The Collaborative Economy and the Wild Success of Peer-to-Peer-Based Sharing


Some believe that the collaborative economy is the biggest game-changer in the business sector since the Internet. You might ask, exactly what is a collaborative economy? Researchers Alexandra Samuel and Jeremiah Owyang define the term in their informative, 28-page report, The New Rules of the Collaborative Economy, as “an economic movement where common technologies enable people to get the goods and services they need from each other, peer to peer, instead of buying from established corporations.”

Peer-to-peer engagement is a powerful one, and it’s demanding that many traditional companies take note. Take Airbnb for example. This past summer, 17 million people stayed with an Airbnb host, compared to 47,000 people five years earlier in the summer of 2010. The company has revolutionized travel for millions of people, and it has shaken up the hotel industry.

Another game-changer is Uber. The ridesharing service was reported to hold 46% of total paid car rides in the first quarter of 2015, with taxis, limos, and shuttle services falling from 85% in the first quarter of 2014 down to 53% in 2015. There is no doubt that the car service industry is forever altered.

Samuel and Owyang report several interesting findings regarding the collaborative economy. For one, they found that 51% of Americans engaged in a sharing service via mobile apps or websites in 2015. And secondly, each of the defined categories — e.g., goods, services, money, transportation, and space — saw increases in consumer usage from 2014 to 2015, including crowd-funding (from 6% to 14%), spaces to stay (from 7% to 17%), and pre-owned goods (from 34% to 44%).

What does peer-to-peer offer that traditional companies can’t? Some people find these services helpful when they are engaged in a “spending fast,” or when they challenge themselves not to buy anything new for a year. At this point, however, most consumers say they’ll go with whichever route offers convenience, brand names and services, and a savings of 25%. So, the trend toward a collaborative economy could reverse if the conditions were right.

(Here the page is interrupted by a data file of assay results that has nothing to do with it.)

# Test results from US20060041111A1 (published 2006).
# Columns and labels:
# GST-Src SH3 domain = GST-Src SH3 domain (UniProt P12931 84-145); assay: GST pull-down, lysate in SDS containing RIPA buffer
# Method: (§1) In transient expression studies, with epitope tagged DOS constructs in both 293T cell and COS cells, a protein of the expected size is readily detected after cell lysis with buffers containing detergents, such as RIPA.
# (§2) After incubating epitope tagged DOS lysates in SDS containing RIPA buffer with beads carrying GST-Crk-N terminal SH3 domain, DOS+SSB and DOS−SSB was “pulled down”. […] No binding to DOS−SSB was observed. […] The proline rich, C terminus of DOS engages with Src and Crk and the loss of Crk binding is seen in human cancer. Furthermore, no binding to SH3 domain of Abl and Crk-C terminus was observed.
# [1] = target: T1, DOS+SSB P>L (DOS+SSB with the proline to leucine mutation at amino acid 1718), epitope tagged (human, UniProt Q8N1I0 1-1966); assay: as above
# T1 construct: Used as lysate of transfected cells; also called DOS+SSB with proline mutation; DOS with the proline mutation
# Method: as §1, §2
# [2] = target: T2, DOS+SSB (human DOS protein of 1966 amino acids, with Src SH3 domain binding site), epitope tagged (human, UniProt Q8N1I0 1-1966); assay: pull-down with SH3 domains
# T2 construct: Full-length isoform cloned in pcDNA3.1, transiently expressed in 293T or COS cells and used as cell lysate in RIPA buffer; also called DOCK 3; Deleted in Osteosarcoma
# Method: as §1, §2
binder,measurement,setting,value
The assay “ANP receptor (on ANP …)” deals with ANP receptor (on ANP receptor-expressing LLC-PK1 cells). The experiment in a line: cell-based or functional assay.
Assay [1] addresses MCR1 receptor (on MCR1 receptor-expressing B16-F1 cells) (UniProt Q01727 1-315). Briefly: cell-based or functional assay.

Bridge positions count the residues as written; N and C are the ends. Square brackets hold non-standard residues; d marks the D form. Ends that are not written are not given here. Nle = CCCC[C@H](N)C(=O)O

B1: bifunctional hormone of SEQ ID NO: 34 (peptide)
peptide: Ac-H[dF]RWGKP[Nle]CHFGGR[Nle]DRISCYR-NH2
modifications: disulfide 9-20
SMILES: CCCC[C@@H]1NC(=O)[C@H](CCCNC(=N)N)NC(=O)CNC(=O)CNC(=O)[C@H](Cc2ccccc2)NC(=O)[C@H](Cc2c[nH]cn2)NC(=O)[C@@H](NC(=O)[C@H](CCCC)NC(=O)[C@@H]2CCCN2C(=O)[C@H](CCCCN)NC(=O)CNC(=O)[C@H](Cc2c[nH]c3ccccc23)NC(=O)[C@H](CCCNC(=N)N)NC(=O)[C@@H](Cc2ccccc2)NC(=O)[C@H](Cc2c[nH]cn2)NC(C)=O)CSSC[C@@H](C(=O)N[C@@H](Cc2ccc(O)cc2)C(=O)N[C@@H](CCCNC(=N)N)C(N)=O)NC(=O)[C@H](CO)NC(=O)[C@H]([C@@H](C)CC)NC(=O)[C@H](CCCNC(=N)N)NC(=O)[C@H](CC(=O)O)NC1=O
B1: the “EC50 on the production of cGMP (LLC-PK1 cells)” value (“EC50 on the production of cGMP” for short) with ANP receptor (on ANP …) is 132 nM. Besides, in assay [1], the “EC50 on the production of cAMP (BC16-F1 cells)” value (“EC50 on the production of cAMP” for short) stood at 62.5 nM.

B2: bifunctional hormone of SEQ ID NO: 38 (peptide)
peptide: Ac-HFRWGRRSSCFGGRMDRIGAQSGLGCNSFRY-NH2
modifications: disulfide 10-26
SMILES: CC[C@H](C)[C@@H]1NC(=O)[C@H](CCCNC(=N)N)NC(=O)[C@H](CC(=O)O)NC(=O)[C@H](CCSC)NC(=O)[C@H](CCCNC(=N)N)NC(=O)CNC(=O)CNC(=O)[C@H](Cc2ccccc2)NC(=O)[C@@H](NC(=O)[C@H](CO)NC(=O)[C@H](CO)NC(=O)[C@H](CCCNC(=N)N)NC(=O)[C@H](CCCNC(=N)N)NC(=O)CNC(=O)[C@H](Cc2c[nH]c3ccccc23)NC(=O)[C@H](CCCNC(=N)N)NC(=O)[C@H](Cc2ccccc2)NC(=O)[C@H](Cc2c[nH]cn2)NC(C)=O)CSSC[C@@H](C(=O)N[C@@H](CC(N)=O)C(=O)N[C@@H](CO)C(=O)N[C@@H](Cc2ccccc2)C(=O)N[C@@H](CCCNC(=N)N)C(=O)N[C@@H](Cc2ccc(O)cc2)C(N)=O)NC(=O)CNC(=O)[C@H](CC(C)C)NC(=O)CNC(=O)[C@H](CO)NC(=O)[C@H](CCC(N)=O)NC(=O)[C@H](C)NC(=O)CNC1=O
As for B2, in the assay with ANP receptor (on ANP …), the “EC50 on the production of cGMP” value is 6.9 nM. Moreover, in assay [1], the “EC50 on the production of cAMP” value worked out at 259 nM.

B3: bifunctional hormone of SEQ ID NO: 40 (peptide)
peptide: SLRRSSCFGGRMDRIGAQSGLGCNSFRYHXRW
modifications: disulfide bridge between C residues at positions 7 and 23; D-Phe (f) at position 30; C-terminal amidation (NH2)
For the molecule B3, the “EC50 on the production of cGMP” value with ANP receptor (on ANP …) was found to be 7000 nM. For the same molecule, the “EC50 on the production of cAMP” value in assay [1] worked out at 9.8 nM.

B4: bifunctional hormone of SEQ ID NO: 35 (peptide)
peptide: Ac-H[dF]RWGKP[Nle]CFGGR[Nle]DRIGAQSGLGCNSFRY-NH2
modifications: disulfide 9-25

Some companies are adjusting quickly, realizing that the traditional equation of business to consumer (B2C) operations is shifting. For example: West Elm is curating and selling items from Etsy; BMW started Drive Now, an on-demand car-sharing service; and Home Depot rents tools and construction vehicles. Companies may only need to be aware, adjust, and enhance rather than start their own, new collaborative business.

The report provides for three paths to competing in the new collaborative economy:


It’s no surprise that consumers are driven by price. Keeping an eye on the price points of items and the charge for services offered is critical for all businesses, whether sharing or traditional. After all, half of Americans are swayed by items that are 25% cheaper than competitors’ prices.


People want things to be easier, clearer, simpler. One-third of conventional consumers will consider switching to sharing services if convenience is offered. Subscription offers that deliver on a regular basis and renting options are top on the wish list for convenience-seekers.


Like a lot of consumers, sharers like well-known names, and this gives traditional companies an advantage if they can add a sharing option to their current offerings. Crowd-funding and collaboration during early start-up phases, however, can help new sharing companies to build their brand and gain a loyal following.

Though not entirely revolutionary, a collaborative economy might mean better prices, convenience, and perhaps the added bonus of peer-to-peer engagement (e.g., recycling, helping, doing good). Traditional companies, be ready — a change is rolling in.



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